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Obituaries in the News

August 13, 1999

SHELBURNE, Vt. (AP) _ Whitney Darrow Jr., a popular cartoonist for The New Yorker, died Tuesday. He was 89.

The New Yorker published more than 1,500 of Darrow’s cartoons during a 50-year career that started in the 1930s.

One of his favorite cartoons was inspired by the advent of Laundromats. Darrow drew a woman in a busy Laundromat washing all her clothes, including those she’d been wearing. Naked, she stares in amazement at the newfangled machine doing her wash.

John Russell, reviewing a Darrow exhibition in 1978, wrote in the New York Times that ``Whitney Darrow has been one of the best cartoonists around for as long as anyone can remember. He is an environmental cartoonist, in that he goes on setting the scene in that misleadingly easygoing style of his until he is ready for a one-liner. And what a one-liner.″

He published four collections of his cartoons and also illustrated books by Jean Kerr, Nathanial Benchley and many others.

Jean Drapeau

MONTREAL (AP) _ Jean Drapeau, the autocratic mayor for 29 years who brought Expo 67 and the 1976 Olympics to Montreal, died Thursday. He was 83.

The longtime mayor had hospitalized since July 5. At the family’s request, the hospital did not disclose the cause of death. Drapeau had suffered a stroke several years ago.

Drapeau, who first won office in 1954, maintained an iron control over city hall and a hands-on approach to local problems. He left a civic legacy that includes a new subway system in 1966, major league baseball, Grand Prix racing, and the 1967 World’s Fair known as Expo 67.

Drapeau served all but three years from 1954 until he stepped down in 1986.

Frank Enright

HASKINS, Ohio (AP) _ Frank Enright, the mayor of Portage, was killed Thursday when he touched a 2,400-volt power line while doing electrical work. He was 72.

It was the fifth death in the Toledo area in the last 10 weeks involving electric shock.

The four-term mayor was helping prepare a pole to hang a new transformer in a parking lot of Haskins Elementary School when the accident happened, Haskins police Chief Jerry Eversman said.

Enright worked for Bowling Green’s electric department beginning in the late 1940s, then started Enright Electric in Portage.

Robert Thomas Jones

LOS ALTOS HILLS, Calif. (AP) _ Robert Thomas Jones, who began his career as a handyman for a flying circus and later developed a wing design as a NASA scientist that revolutionized air travel, died Wednesday. He was 89.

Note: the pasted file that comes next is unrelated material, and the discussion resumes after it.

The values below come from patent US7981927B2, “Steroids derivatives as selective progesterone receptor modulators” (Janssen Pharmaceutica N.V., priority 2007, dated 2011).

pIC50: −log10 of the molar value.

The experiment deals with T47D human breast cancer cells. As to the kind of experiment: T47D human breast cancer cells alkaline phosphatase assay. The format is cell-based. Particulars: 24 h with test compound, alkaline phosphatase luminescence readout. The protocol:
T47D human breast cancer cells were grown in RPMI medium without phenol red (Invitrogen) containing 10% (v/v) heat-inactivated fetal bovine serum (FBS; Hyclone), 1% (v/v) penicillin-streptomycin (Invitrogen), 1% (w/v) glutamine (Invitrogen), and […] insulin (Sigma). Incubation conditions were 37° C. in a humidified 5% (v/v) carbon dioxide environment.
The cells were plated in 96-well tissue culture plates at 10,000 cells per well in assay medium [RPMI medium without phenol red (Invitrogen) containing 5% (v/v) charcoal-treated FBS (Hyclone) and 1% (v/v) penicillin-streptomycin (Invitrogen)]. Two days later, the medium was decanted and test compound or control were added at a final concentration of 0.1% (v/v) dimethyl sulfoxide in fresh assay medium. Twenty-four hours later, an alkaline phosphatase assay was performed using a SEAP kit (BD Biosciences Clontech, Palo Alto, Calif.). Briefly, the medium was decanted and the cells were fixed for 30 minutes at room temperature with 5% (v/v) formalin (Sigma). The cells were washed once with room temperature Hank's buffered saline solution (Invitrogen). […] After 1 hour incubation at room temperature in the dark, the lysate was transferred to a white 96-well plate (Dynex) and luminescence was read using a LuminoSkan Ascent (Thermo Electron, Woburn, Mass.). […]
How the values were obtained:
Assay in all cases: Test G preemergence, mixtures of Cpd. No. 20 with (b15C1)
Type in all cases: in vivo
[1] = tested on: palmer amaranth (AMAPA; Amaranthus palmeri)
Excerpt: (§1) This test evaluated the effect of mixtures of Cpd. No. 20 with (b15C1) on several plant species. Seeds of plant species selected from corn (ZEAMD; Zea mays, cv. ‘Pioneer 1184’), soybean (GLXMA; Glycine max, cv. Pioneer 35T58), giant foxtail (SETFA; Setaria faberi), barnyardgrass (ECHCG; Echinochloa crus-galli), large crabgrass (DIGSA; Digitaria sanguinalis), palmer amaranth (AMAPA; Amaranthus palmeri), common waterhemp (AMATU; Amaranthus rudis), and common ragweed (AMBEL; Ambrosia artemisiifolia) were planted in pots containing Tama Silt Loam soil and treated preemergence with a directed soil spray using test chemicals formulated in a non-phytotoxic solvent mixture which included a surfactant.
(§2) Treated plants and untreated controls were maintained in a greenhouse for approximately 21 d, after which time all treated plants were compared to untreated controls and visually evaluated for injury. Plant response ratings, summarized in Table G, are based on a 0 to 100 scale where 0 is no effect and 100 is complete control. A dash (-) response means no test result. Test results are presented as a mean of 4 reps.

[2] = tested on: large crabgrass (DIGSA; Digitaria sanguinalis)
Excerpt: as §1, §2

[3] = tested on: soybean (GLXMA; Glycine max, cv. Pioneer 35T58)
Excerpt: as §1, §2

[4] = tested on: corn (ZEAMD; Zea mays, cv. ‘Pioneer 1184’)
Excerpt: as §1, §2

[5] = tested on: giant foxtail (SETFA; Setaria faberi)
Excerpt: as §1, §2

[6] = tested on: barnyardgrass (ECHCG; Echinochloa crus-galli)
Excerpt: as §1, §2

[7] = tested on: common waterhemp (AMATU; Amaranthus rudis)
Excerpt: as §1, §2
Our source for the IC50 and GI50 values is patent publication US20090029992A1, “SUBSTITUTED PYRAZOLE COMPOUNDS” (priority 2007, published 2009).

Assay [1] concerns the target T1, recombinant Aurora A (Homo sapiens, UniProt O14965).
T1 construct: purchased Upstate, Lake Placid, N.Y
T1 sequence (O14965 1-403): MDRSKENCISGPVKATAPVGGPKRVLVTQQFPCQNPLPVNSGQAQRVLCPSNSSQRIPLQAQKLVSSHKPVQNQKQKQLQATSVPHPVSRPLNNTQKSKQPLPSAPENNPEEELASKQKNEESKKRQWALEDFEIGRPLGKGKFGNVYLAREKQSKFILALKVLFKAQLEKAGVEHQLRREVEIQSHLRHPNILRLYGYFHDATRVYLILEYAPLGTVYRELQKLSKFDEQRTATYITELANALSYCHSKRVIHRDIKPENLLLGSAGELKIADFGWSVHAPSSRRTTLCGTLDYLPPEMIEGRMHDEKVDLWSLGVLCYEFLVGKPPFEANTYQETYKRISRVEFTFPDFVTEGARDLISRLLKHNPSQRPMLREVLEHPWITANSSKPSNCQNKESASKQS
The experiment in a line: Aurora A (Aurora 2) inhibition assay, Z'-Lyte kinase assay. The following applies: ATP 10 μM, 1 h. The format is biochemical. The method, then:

Before Jones designed swept-back wings in 1944, jet wings were built perpendicular to the fuselage. Pivoting them back created less wind resistance, allowing for supersonic speeds with the same engine power. Virtually every commercial and military jet uses the design today.

Jones enrolled in the University of Missouri in 1927 but dropped out after his freshman year to join Charles Fower’s flying circus. Jones received flying lessons in exchange for carrying gasoline cans and patching up holes in airplane wings.

Jones began his research career in 1934 when he joined the predecessor to the National Aeronautics and Space Administration _ the National Advisory Committee for Aeronautics _ at its laboratory in Langley, Va. He transferred to NASA Ames in 1946.

In 1981, the year he retired, Jones received the Congressional Excalibur Award for his contributions to aeronautical science and the Smithsonian Institution’s Langley Award, an honor also given to the Wright brothers and Charles Lindbergh.

Tommy Ridgley

NEW ORLEANS (AP) _ Vocalist Tommy Ridgley, a veteran performer from the golden age of New Orleans rhythm and blues, died Wednesday of lung cancer. He was 73.

Though Ridgley never had a national hit, his more than 70 recordings have endured around the globe. He was a fixture in the city’s nightclubs and at private functions for 50 years, and has been featured at the New Orleans Jazz and Heritage Festival since 1972.

Ridgley signed with Decca Records in 1952 and produced ``TraLaLa″ which was later covered by Pat Boone.

He also recorded over the years for Atlantic Records, where he was billed as ``The New King of the Stroll.″

In 1965, Ridgley released an acclaimed comeback album, ``Since the Blues Began,″ on Rounder Records. Last year Ridgley announced plans for a new CD, and remained optimistic about performing even after he was diagnosed with lung cancer.

Robert Viles

CONCORD, N.H. (AP) _ Robert Viles, a former dean and president of the Franklin Pierce Law Center, died Monday in a swimming mishap while vacationing in France with his wife. He was 60.

Viles was swimming off the coast of Brittany when he was pulled under by ocean currents. The Concord Monitor quoted friends of Viles as saying that he was pulled ashore but attempts to revive him failed.

Viles, originally from Skowhegan, Maine, studied law at New York University and Yale. He moved to New Hampshire in 1973 to help start Franklin Pierce.

He became the school’s dean in 1976, a position he held until 1997. In 1992 he also became the law center’s president.

He stepped down as president in June to become vice chairman of the board of trustees.

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